Ultimate Guide to Your Weekend, September 16-18
We like the kind of corporate involvement that takes place at the Dallas Gay Pride Parade in Oak Lawn.
For PARK(ing) Day and Night, metered spaces along Main Street between Field and Harwood streets will be transformed into small park “installations” for use by the public beginning at 11 a.m. Friday, when they'd normally be housing cars. More than 35 participants are slated for this year’s event. It's free to attend, but many installations are sponsored by charities, so bring cash for worthy donations and the occasional purchase. Visit parkingdaydallas.org for more info. - Merritt Martin
Forbes and USA Today have called Addison’s Oktoberfest “one of the country’s most authentic” celebrations of its kind. For three full days in Addison Circle Park (4970 Addison Circle), you can hear Alpenmusikanten, drink German beer, eat German food, take part in a German spelling beer or bier barrel bowling, and watch a dachshund parade and dash. Tickets are $5-$10 at addisonoktoberfest.com. - Merritt Martin
We generally find the habit of event sponsors tacking their names onto parades be tasteless. That’s not the case with Sunday’s Heineken Alan Ross Texas Freedom Parade presented by T-Mobile, aka the 33rd annual Dallas Gay Pride Parade. We say let the homophobes of the world know that corporate America stands ready to support and cash in on its relationship with the gay community. The free parade starts at 2 p.m. at Cedars Springs Road and Wycliff Avenue and heads down Cedar Springs to Turtle Creek Boulevard. The accompanying Miller Lite Festival in the Park in Reverchon Park, 3505 Maple Ave., runs from noon until 7 p.m. Tickets are $10. For more, visit dallaspride.org. - Patrick Williams
You won't be icked out by blood sausage once you taste it at Ajumma Kimbob Deli.
Jimmy's Food Store is one of Dallas' most beloved institutions. So when they say the meatball sandwich is their most popular lunchtime order, you know it has to be good. Set down your Subway sack and head to 4901 Bryan St. to try their version, made with onions and peppers, housemade meatballs swimming in a bright tomato sauce and a "blanket of cheese that stretches as you pull apart the halves," all on Italian bread.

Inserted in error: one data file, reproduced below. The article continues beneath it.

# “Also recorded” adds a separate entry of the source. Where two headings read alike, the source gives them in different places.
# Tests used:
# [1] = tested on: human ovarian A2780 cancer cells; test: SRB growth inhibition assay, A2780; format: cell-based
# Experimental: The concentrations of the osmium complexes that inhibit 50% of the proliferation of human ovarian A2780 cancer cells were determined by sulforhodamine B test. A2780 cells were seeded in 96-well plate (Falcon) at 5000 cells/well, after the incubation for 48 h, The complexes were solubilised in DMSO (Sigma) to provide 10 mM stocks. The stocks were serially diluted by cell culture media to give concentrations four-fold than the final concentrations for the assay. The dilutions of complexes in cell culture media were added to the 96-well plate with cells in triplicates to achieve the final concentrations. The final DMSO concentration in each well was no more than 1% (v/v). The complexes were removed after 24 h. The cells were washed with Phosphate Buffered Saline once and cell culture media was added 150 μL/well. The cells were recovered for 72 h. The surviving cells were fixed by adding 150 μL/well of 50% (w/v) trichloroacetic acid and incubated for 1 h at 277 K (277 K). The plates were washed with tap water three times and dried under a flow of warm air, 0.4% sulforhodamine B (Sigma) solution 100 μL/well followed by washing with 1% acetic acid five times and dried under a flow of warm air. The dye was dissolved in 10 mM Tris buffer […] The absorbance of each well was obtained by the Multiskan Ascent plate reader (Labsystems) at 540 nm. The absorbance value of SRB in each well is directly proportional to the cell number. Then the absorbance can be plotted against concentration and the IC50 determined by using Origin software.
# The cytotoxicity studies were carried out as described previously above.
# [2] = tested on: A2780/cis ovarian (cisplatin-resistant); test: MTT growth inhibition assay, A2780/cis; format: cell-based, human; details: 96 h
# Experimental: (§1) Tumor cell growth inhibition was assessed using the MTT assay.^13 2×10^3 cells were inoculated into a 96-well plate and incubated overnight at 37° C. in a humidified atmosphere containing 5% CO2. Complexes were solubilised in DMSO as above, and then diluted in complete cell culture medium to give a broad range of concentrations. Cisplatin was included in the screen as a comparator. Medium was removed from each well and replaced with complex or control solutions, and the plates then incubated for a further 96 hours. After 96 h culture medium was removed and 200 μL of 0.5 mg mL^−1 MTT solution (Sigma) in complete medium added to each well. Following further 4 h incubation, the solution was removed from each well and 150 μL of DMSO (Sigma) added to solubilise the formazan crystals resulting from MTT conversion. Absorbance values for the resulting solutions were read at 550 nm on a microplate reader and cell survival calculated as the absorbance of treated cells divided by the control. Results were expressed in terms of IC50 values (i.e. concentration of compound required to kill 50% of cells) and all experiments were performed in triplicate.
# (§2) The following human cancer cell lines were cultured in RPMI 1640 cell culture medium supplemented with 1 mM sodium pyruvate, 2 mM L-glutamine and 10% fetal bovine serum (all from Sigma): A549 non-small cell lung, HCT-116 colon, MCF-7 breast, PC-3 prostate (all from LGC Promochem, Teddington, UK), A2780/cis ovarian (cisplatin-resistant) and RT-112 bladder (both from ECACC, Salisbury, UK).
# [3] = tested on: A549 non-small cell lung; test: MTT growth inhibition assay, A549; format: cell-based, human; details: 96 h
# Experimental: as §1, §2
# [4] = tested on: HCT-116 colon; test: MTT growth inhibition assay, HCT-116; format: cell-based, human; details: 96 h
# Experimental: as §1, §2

In one sense, no one needs The Kure at Jonathon's (1111 N. Beckley Ave.) in Oak Cliff. When you look up gut bomb in the dictionary, you'll find their biscuit stuffed with bacon, pork sausage, scrambled eggs and doused in flavorful Tabasco gravy. But when you're feeling hungover on Sunday, health takes a back seat, and The Kure definitely has the power to cure what ails you.
Food critic Brian Reinhart is on a mission to prove that consuming an animal's blood is no more gross than eating its flesh. If you want to get on board with some tasty blood sausage dishes, he recommends you try it first at Korean spot Ajumma Kimbob Deli (2625 Old Denton Road). The sundae bokkeum is a sausage stir fry with cabbage, hot peppers, carrots, green and white onions, and beef liver. Reinhart says it's earthy but mild-mannered and after you taste it, you'll wonder why you ever hesitated.
Forty wines on tap? Don't mind if we do.
If you didn't attend Dallas Observer's Brewfest last weekend, you can still reap the benefits by reading our guide of the best beers that were sampled at the event. Food editor Beth Rankin says her favorite locals were from Legal Draft Beer Co., Wild Acre Brewing, Shannon Brewing Co., Whistle Post Brewing Co. and Martin House. So make a trip to the beer store this weekend, set up your own Brewfest and pretend like you were there.